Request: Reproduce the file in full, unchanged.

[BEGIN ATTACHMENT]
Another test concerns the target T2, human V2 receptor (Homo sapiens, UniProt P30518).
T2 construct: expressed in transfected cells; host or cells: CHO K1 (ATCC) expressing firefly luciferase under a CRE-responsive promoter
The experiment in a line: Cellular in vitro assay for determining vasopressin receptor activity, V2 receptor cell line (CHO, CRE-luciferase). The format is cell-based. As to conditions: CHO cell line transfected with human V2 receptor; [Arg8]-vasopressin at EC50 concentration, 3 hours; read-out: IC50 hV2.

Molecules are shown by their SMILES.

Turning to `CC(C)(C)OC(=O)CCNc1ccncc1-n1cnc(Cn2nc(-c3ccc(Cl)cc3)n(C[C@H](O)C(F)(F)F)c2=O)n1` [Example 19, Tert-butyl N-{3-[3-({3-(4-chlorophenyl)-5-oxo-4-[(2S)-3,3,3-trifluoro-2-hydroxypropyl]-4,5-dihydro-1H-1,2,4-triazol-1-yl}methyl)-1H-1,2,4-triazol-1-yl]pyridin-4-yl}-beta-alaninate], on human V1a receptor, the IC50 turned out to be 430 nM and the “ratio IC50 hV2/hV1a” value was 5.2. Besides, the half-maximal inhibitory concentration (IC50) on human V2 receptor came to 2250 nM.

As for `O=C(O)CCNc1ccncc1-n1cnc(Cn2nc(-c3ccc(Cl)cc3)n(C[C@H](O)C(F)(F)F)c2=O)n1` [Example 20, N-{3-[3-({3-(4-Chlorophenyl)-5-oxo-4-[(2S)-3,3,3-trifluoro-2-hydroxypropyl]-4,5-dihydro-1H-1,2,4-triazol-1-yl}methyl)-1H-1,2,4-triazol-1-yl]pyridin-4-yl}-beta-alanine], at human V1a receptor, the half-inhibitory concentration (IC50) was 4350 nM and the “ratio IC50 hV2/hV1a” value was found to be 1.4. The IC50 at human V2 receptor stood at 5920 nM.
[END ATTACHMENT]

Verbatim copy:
Another test concerns the target T2, human V2 receptor (Homo sapiens, UniProt P30518).
T2 construct: expressed in transfected cells; host or cells: CHO K1 (ATCC) expressing firefly luciferase under a CRE-responsive promoter
The experiment in a line: Cellular in vitro assay for determining vasopressin receptor activity, V2 receptor cell line (CHO, CRE-luciferase). The format is cell-based. As to conditions: CHO cell line transfected with human V2 receptor; [Arg8]-vasopressin at EC50 concentration, 3 hours; read-out: IC50 hV2.

Molecules are shown by their SMILES.

Turning to `CC(C)(C)OC(=O)CCNc1ccncc1-n1cnc(Cn2nc(-c3ccc(Cl)cc3)n(C[C@H](O)C(F)(F)F)c2=O)n1` [Example 19, Tert-butyl N-{3-[3-({3-(4-chlorophenyl)-5-oxo-4-[(2S)-3,3,3-trifluoro-2-hydroxypropyl]-4,5-dihydro-1H-1,2,4-triazol-1-yl}methyl)-1H-1,2,4-triazol-1-yl]pyridin-4-yl}-beta-alaninate], on human V1a receptor, the IC50 turned out to be 430 nM and the “ratio IC50 hV2/hV1a” value was 5.2. Besides, the half-maximal inhibitory concentration (IC50) on human V2 receptor came to 2250 nM.

As for `O=C(O)CCNc1ccncc1-n1cnc(Cn2nc(-c3ccc(Cl)cc3)n(C[C@H](O)C(F)(F)F)c2=O)n1` [Example 20, N-{3-[3-({3-(4-Chlorophenyl)-5-oxo-4-[(2S)-3,3,3-trifluoro-2-hydroxypropyl]-4,5-dihydro-1H-1,2,4-triazol-1-yl}methyl)-1H-1,2,4-triazol-1-yl]pyridin-4-yl}-beta-alanine], at human V1a receptor, the half-inhibitory concentration (IC50) was 4350 nM and the “ratio IC50 hV2/hV1a” value was found to be 1.4. The IC50 at human V2 receptor stood at 5920 nM.